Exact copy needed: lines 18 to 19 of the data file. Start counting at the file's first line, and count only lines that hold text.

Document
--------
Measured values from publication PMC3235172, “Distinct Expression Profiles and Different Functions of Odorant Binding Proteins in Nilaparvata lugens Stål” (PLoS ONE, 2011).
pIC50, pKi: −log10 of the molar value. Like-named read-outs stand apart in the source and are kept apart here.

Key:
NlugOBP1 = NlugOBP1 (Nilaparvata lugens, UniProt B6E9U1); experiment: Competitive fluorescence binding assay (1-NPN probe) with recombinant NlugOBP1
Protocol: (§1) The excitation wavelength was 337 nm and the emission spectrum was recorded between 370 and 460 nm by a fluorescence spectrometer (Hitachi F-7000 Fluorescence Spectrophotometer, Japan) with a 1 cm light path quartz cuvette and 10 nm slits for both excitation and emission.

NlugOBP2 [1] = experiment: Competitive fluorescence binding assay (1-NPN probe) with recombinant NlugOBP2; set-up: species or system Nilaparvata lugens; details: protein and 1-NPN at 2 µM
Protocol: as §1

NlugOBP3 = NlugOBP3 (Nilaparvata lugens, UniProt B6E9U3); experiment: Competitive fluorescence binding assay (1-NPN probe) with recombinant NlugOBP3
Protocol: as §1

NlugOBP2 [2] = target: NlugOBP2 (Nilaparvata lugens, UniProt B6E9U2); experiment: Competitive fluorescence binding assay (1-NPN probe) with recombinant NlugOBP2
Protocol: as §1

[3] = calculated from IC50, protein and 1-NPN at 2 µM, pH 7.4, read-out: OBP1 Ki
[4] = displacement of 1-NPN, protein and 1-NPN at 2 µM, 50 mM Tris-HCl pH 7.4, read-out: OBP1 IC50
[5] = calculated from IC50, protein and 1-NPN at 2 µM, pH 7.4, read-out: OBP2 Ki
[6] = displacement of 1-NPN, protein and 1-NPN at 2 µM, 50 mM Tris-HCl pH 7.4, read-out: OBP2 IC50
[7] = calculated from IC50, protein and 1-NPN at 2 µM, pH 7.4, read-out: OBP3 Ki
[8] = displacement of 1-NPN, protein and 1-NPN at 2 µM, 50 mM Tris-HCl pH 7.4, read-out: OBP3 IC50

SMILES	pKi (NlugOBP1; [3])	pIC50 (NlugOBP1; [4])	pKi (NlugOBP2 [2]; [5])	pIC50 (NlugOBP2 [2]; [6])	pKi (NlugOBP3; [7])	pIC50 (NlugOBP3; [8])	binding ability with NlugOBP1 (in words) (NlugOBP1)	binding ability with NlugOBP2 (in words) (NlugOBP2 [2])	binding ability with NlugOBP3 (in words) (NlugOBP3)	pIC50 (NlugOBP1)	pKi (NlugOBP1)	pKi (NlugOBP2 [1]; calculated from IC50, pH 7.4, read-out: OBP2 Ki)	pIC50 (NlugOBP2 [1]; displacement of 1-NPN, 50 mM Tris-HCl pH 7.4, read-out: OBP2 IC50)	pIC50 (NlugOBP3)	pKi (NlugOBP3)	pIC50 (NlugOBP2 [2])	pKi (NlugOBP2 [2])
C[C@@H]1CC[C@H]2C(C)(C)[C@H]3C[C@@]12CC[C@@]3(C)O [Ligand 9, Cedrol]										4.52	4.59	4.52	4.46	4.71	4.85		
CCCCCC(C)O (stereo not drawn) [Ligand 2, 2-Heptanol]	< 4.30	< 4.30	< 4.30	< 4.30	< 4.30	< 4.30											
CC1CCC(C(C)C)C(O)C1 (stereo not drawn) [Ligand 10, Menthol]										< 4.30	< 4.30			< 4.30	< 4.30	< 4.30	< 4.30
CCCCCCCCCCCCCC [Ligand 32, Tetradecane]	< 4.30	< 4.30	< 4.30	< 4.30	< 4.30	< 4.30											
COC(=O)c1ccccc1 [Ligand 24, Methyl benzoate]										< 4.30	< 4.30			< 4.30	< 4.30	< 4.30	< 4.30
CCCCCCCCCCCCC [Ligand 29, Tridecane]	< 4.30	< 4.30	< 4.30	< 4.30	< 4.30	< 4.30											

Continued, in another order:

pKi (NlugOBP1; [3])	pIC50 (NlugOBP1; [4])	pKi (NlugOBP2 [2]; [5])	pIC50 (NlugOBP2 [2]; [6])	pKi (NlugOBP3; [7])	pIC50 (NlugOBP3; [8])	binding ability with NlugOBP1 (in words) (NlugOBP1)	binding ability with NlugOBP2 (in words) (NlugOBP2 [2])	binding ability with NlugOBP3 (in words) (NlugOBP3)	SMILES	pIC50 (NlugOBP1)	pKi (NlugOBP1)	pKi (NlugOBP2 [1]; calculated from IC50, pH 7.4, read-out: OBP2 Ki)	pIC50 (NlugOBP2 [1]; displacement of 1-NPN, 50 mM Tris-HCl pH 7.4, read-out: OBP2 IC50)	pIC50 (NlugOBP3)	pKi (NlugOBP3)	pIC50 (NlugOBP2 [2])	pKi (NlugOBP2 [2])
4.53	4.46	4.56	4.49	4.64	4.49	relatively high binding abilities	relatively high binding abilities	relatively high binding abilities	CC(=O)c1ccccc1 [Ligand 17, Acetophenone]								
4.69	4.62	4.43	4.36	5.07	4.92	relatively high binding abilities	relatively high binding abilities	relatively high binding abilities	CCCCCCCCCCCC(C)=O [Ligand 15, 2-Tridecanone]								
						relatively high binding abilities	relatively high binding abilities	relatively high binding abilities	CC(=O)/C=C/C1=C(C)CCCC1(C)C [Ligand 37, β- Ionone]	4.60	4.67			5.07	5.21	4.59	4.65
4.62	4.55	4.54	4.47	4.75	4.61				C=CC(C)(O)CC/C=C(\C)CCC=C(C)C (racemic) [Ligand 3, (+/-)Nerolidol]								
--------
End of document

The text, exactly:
SMILES	pKi (NlugOBP1; [3])	pIC50 (NlugOBP1; [4])	pKi (NlugOBP2 [2]; [5])	pIC50 (NlugOBP2 [2]; [6])	pKi (NlugOBP3; [7])	pIC50 (NlugOBP3; [8])	binding ability with NlugOBP1 (in words) (NlugOBP1)	binding ability with NlugOBP2 (in words) (NlugOBP2 [2])	binding ability with NlugOBP3 (in words) (NlugOBP3)	pIC50 (NlugOBP1)	pKi (NlugOBP1)	pKi (NlugOBP2 [1]; calculated from IC50, pH 7.4, read-out: OBP2 Ki)	pIC50 (NlugOBP2 [1]; displacement of 1-NPN, 50 mM Tris-HCl pH 7.4, read-out: OBP2 IC50)	pIC50 (NlugOBP3)	pKi (NlugOBP3)	pIC50 (NlugOBP2 [2])	pKi (NlugOBP2 [2])
C[C@@H]1CC[C@H]2C(C)(C)[C@H]3C[C@@]12CC[C@@]3(C)O [Ligand 9, Cedrol]										4.52	4.59	4.52	4.46	4.71	4.85		